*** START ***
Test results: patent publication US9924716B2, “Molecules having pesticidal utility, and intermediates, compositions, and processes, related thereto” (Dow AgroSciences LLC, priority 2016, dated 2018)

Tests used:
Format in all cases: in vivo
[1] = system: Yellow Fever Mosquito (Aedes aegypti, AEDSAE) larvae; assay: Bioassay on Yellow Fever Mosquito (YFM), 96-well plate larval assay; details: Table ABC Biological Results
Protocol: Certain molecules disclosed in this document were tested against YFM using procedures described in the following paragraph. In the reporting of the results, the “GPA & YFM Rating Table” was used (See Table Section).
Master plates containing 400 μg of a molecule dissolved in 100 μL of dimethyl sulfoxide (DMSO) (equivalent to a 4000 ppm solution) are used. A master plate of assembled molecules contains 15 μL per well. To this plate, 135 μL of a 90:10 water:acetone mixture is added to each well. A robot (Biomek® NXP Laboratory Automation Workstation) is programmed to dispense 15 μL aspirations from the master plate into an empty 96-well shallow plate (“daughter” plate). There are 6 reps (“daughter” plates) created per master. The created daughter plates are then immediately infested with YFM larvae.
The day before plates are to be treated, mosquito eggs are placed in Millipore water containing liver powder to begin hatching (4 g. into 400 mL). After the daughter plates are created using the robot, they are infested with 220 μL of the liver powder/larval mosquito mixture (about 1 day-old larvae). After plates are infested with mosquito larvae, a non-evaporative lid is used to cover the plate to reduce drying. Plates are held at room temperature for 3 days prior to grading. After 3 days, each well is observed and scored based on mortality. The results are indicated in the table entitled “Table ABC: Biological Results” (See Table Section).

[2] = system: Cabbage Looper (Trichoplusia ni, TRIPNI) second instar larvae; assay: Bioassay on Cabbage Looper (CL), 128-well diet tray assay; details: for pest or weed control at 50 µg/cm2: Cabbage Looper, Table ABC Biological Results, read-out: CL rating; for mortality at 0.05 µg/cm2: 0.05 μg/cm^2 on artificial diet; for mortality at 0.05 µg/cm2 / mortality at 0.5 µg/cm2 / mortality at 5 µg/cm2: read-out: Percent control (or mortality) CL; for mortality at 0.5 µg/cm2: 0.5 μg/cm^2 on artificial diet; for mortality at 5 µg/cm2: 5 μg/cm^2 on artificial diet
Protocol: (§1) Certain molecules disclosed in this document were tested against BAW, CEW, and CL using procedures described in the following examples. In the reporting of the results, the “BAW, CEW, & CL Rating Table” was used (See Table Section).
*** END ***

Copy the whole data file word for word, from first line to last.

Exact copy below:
Test results: patent publication US9924716B2, “Molecules having pesticidal utility, and intermediates, compositions, and processes, related thereto” (Dow AgroSciences LLC, priority 2016, dated 2018)

Tests used:
Format in all cases: in vivo
[1] = system: Yellow Fever Mosquito (Aedes aegypti, AEDSAE) larvae; assay: Bioassay on Yellow Fever Mosquito (YFM), 96-well plate larval assay; details: Table ABC Biological Results
Protocol: Certain molecules disclosed in this document were tested against YFM using procedures described in the following paragraph. In the reporting of the results, the “GPA & YFM Rating Table” was used (See Table Section).
Master plates containing 400 μg of a molecule dissolved in 100 μL of dimethyl sulfoxide (DMSO) (equivalent to a 4000 ppm solution) are used. A master plate of assembled molecules contains 15 μL per well. To this plate, 135 μL of a 90:10 water:acetone mixture is added to each well. A robot (Biomek® NXP Laboratory Automation Workstation) is programmed to dispense 15 μL aspirations from the master plate into an empty 96-well shallow plate (“daughter” plate). There are 6 reps (“daughter” plates) created per master. The created daughter plates are then immediately infested with YFM larvae.
The day before plates are to be treated, mosquito eggs are placed in Millipore water containing liver powder to begin hatching (4 g. into 400 mL). After the daughter plates are created using the robot, they are infested with 220 μL of the liver powder/larval mosquito mixture (about 1 day-old larvae). After plates are infested with mosquito larvae, a non-evaporative lid is used to cover the plate to reduce drying. Plates are held at room temperature for 3 days prior to grading. After 3 days, each well is observed and scored based on mortality. The results are indicated in the table entitled “Table ABC: Biological Results” (See Table Section).

[2] = system: Cabbage Looper (Trichoplusia ni, TRIPNI) second instar larvae; assay: Bioassay on Cabbage Looper (CL), 128-well diet tray assay; details: for pest or weed control at 50 µg/cm2: Cabbage Looper, Table ABC Biological Results, read-out: CL rating; for mortality at 0.05 µg/cm2: 0.05 μg/cm^2 on artificial diet; for mortality at 0.05 µg/cm2 / mortality at 0.5 µg/cm2 / mortality at 5 µg/cm2: read-out: Percent control (or mortality) CL; for mortality at 0.5 µg/cm2: 0.5 μg/cm^2 on artificial diet; for mortality at 5 µg/cm2: 5 μg/cm^2 on artificial diet
Protocol: (§1) Certain molecules disclosed in this document were tested against BAW, CEW, and CL using procedures described in the following examples. In the reporting of the results, the “BAW, CEW, & CL Rating Table” was used (See Table Section).